The intent of a provision can also be derived from a consideration of the purposes sought to be accomplished by it and the circumstances surrounding its adoption. Beginning in 1990, the first session after reappraisal and classification took effect, certain fraternal orders began seeking relief from the increased taxes they were experiencing. Since the constitution requires a uniform and equal basis of valuation and rate of taxation except as otherwise specified therein, in order to grant relief the legislature either had to recommend a constitutional amendment or grant a total exemption to these fraternal orders. It chose the former alternative. It was determined that these organizations were generally classified as 501(c)(8) or 501(c)(10) under the internal revenue code. Thus, as introduced by the house committee on taxation, 1991 HCR 5007 stated in part as follows:
"Class 1 shall consist of real property. Real property shall be further classified into eight subclasses. Such property shall be defined by law for the purpose of subclassification and assessed uniformly as to subclass at the following percentages of value:
. . . .
"(5) Real property which is owned and operated by a taxpayer which is organized for not-for-profit purposes and is not subject to federal income taxation pursuant to section 501(c)(8) or section 501(c)(10) of the federal internal revenue code as in effect on January 1, 1991..........15%." 1992 Journal of the House 2657.
The house committee then received testimony from the Topeka Women's Club, a civic organization, that it too was desperate for tax relief but that it did not meet the requirements of 501(c)(8) or 501(c)(10). The Women's Club is a 501(c)(4) organization. Minutes, House Committee on Taxation, February 6, 1992, attachment 1, and Minutes, House Committee on Taxation, February 12, 1992, attachment 12. Subsequently, the house committee amended HCR 5007 to what is now the current version of the provision of article 11, section 1 in question. 1991 Journal of the House 458. There was no recorded discussion of automatically granting all 501 organizations the 12% rate. An explanation of the amendment accompanied each version of the resolution, stating:
"House Taxation Committee amendments included . . . changing the eligibility for the proposed assessment level for certain not-for-profits from only those organized under 501(c)(8) and 501(c)(10) to only those defined by statute which are organized under any provision of 501(c) and reducing the proposed assessment level from 15 to 12 percent. . . ." Supplemental Note on House Concurrent Resolution No. 5007, as amended by House Committee, House Committee of the Whole; Senate Committee on Assessment and Taxation, and Senate on Final Action.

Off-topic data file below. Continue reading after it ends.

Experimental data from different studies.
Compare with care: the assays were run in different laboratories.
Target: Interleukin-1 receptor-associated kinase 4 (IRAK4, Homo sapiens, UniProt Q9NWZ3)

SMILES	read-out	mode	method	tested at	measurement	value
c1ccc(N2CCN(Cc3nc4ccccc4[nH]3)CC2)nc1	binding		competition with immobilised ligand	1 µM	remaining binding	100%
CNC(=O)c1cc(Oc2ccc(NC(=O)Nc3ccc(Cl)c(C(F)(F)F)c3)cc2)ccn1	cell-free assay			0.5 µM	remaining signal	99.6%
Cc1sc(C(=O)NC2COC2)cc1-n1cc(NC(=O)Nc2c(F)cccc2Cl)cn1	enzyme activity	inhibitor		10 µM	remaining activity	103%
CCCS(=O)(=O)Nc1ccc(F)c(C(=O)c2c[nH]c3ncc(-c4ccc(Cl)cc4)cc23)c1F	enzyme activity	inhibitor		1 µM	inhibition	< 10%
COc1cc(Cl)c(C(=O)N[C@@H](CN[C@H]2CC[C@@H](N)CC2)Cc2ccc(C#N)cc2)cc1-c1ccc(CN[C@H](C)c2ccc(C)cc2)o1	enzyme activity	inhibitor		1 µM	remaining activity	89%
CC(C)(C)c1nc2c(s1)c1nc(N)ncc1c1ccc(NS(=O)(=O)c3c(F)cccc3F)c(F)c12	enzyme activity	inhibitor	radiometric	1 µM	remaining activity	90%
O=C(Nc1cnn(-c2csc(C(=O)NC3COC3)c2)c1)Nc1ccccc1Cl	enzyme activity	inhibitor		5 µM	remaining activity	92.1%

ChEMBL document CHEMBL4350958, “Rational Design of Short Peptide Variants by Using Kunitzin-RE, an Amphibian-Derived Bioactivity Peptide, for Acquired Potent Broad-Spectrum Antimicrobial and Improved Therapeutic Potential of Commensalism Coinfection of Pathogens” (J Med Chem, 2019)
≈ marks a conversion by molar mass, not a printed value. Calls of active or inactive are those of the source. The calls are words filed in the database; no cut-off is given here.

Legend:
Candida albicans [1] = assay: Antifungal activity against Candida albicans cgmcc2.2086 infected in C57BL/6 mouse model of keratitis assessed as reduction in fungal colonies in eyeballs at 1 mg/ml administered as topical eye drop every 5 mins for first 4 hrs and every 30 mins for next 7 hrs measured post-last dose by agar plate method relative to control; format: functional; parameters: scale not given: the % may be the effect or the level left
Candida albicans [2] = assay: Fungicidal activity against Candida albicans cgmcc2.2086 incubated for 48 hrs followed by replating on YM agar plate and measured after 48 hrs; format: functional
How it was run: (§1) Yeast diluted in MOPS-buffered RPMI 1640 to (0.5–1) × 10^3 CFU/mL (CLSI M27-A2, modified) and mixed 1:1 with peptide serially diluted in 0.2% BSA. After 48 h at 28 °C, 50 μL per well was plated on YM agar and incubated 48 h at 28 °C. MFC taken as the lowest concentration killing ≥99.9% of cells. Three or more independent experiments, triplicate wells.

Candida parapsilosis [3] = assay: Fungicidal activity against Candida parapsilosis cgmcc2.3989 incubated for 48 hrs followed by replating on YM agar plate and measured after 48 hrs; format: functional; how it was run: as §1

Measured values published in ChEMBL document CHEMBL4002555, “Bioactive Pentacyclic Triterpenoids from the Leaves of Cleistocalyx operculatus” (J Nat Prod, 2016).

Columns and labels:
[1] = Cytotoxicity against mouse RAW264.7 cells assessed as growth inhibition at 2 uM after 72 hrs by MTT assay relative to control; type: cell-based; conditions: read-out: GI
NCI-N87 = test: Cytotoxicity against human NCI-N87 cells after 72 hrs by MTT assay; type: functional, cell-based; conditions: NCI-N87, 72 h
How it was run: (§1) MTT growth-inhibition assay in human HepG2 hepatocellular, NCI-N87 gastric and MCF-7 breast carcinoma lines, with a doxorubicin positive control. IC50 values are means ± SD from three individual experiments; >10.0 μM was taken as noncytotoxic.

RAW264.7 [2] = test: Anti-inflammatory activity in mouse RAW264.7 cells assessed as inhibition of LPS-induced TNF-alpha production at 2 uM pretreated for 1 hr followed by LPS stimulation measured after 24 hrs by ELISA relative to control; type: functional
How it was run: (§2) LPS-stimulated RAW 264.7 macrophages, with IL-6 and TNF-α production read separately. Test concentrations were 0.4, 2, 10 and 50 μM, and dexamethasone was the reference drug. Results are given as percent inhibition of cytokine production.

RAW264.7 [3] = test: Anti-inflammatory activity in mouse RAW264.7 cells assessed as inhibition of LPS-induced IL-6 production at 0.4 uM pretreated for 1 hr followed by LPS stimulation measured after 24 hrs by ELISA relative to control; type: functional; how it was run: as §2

The explanatory statement accompanying the amendment on the ballot stated in part:
"Three new subclasses of real property should be established, namely: (1) real property owned and operated by certain not-for-profit organizations the assessment rate for which would be decreased from 30% to 12%,. . . ." L. 1992, ch. 342, sec. 2.
Based on the foregoing, it appears the purpose of the resolution was to allow the legislature to statutorily authorize a reduced assessment rate to certain, but not necessarily all, not-for-profit 501 organizations. The circumstances surrounding adoption of the measure support this conclusion. Never were the voters officially told that a vote for the amendment would automatically entitle all 501 organizations to a 12% assessment rate, and the language of the provision cannot be construed in this way.
In conclusion, the 1992 amendment to article 11, section 1 of the Kansas constitution allowing use of a lower assessment rate for real property owned and operated by not-for-profit organizations that are not subject to federal income taxes pursuant to section 501 of the internal revenue code is not self-executing. The legislature must define by legislation the types of 501 organizations eligible for the lower rate. We note that this opinion does not address the issue of equal protection, as that question was not asked.